SO HOW DID WE GET TO WHERE WE ARE?
Sport Australia has committed $13 million into the sport of equestrian in the past four years and, at first blush, this appears to be a tonne of money. With the high performance program and its money moved away from EA, the claim of such a big investment begins to unravel. Only $450,000 p.a. has been given to EA to look after its members in the form of a “sports business” grant. Put simply, of the $13 million, only $1.8 million has benefited the rank and file members over the last four years, and this appears to be used to offset the costs of running EA in the form of wages and administration costs. That leaves more than $11 million for high performance staff wages and high performance objectives for less than 20 athletes in the disciplines of Para-Dressage and Eventing. Showjumping and Dressage were not seen as medal prospects and did not receive funding for their activities.
So, $11 million for 20 athletes in the disciplines of Para-Dressage and Eventing! How much money do these athletes actually receive for their training, competition expenses and elite support network? Let me tell you right now in Australia that most of them receive nothing. In years gone by, certainly riders in the elite squad did qualify for funding towards competition expenses, travel, coaching, horse upkeep, etc. Not today. So where does that money go? Is there any transparency? No. This is a real concern.
Just getting back to the original point. Sport Australia really has only given EA $450,000 each year for sports business. So, over four years, that is a little less than $2 million. That whopping big $13 million number that came up in the Sport Australia letter on 3 June is mostly high performance money, which is completely separate to the EA. So, in actual fact, the EA is not nearly as dependent on Sport Australia if it does not have to be accountable for high performance funding. The question begs asking once we are all aware of this: Was EA at risk of becoming insolvent on 9 June as a result of the withdrawal of its government funding for sports business? I don’t believe it was!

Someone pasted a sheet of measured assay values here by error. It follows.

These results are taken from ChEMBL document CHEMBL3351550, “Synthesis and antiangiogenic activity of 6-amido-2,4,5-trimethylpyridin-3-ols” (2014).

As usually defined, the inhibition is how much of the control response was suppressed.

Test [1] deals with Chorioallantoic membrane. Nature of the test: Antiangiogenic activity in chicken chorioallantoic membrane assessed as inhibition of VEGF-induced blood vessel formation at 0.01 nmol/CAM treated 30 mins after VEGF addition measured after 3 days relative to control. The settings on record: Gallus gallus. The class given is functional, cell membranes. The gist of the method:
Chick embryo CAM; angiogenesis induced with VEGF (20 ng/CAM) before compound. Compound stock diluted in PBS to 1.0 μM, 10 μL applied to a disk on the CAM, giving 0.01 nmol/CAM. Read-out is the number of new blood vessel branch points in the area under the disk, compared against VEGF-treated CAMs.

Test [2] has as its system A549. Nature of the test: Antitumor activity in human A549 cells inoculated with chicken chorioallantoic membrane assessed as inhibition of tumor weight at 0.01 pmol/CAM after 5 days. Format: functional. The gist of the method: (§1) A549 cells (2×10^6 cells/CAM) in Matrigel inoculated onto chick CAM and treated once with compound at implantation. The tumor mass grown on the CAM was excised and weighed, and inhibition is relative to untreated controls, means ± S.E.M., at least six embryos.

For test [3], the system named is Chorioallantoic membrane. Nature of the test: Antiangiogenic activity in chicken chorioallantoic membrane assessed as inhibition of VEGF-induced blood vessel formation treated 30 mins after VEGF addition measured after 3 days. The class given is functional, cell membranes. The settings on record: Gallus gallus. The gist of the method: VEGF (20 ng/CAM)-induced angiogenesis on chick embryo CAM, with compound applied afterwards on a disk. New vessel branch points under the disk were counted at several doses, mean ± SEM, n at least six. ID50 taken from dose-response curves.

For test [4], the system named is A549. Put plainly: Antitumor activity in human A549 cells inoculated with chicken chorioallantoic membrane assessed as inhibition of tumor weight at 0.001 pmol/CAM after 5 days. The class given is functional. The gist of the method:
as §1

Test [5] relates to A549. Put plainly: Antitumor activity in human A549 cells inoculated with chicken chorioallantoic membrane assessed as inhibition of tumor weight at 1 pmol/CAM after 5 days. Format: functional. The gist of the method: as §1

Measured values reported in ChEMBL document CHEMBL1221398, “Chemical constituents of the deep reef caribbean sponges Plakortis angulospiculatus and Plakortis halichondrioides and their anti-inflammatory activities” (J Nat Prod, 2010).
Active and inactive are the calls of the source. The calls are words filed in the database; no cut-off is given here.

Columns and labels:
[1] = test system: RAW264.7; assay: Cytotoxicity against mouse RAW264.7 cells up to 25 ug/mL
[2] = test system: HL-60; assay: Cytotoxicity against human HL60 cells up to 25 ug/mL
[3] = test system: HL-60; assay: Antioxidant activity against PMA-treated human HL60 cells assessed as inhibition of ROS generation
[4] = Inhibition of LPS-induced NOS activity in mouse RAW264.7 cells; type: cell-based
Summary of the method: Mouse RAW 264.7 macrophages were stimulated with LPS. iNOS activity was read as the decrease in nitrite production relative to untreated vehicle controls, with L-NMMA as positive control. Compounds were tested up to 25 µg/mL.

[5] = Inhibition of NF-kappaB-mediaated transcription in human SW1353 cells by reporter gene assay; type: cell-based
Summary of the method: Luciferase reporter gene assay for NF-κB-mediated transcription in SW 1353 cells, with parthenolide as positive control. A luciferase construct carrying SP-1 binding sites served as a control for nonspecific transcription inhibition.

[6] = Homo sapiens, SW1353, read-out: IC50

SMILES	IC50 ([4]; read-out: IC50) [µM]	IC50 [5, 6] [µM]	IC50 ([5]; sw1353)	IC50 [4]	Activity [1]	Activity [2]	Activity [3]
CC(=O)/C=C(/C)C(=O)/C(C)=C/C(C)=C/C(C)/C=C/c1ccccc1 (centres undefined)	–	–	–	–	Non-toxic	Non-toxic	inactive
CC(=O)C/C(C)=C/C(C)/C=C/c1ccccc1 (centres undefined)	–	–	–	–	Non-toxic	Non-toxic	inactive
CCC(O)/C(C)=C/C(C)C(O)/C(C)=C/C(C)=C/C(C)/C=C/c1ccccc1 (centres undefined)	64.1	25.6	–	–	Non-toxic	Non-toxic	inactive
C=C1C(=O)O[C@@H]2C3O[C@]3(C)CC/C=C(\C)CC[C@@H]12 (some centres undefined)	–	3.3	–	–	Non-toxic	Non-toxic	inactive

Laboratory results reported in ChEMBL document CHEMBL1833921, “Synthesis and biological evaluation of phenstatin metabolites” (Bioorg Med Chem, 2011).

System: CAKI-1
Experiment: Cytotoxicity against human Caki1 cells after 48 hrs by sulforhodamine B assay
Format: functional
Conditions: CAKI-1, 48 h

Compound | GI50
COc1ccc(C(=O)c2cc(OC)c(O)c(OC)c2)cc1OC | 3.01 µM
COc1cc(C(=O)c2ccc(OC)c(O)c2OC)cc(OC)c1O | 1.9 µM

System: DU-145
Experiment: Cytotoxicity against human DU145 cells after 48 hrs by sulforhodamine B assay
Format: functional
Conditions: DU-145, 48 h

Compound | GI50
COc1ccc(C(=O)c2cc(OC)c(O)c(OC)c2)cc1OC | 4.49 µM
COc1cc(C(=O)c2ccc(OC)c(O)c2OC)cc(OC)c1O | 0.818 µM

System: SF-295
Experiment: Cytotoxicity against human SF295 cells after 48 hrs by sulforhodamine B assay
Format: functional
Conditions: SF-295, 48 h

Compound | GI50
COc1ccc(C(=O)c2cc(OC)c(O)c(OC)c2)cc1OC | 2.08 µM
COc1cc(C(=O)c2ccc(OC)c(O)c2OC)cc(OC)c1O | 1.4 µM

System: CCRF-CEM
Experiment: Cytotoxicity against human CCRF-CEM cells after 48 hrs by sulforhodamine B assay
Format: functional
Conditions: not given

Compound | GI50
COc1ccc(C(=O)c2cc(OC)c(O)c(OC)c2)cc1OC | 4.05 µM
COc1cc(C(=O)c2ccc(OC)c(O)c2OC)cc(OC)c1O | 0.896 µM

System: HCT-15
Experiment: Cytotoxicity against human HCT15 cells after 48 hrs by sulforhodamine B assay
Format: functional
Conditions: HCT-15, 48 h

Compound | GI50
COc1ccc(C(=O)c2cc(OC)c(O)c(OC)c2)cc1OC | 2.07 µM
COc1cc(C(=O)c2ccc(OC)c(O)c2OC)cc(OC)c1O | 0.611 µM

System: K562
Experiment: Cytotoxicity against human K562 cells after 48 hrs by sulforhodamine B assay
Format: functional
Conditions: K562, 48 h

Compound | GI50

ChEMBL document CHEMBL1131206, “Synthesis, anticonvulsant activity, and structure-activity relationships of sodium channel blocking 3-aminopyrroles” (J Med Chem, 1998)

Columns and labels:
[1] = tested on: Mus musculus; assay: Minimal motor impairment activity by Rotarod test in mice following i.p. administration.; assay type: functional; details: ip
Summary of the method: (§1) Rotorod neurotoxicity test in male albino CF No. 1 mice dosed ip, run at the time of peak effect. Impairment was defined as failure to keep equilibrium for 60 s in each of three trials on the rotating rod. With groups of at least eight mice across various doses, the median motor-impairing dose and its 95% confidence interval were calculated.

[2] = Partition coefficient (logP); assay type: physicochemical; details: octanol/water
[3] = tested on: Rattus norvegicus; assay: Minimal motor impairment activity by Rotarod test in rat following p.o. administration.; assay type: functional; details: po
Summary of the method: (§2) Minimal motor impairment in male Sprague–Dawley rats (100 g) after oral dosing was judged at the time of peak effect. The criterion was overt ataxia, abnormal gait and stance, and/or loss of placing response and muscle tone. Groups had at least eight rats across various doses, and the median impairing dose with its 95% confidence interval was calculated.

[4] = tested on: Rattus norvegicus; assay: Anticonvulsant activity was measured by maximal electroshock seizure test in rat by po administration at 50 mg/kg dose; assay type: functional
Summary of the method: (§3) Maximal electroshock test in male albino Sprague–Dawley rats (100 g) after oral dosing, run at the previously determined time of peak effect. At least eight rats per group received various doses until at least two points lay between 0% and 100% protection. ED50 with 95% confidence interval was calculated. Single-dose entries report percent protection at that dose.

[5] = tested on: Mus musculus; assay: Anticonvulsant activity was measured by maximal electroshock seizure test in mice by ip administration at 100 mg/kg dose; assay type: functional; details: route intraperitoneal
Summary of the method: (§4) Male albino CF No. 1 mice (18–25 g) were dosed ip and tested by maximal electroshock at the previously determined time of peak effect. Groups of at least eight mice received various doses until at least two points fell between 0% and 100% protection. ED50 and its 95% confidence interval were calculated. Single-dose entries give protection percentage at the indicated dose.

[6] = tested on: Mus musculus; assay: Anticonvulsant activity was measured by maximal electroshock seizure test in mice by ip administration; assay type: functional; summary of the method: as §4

With high performance moved to the responsibility of the Australian Institute of Sport (AIS) prior to the appointment of administrators, the true financial position of EA is, in my view, very clear.
The financials for 30 June 2020 are not available due to the voluntary administration and KordaMentha taking over on 6 June. However, what we can do is look at the financials for the year ending 3 June 2019. EA actually had a gross income of a bit more than $6.5million. Just from us members in terms of membership fees and insurance levies, we contribute $2.25million to the gross income of $6.5million. The EA is a very healthy business. Sport Australia contributes $450,000 to this income once high performance is cut away. A very nice contribution, however, with all due respect, it is not a straw that will break the back on EA financially if it is not forthcoming. Just like everyone else we would just have to tighten our belts a bit.
There is no doubt EA was in trouble with its governance, but to suggest that it was at risk of becoming insolvent as at the date of administration cannot be right. High Performance had been withdrawn and transferred to the AIS. The Sports Commission appeared to confirm that all its funding had been moved with it, leaving EA with the sole responsibility of looking after its grass roots members with nearly $1 million left in the bank and membership levies due to start flowing in from the bigger states of Victoria and NSW due for renewal just three weeks after the administrators where brought in.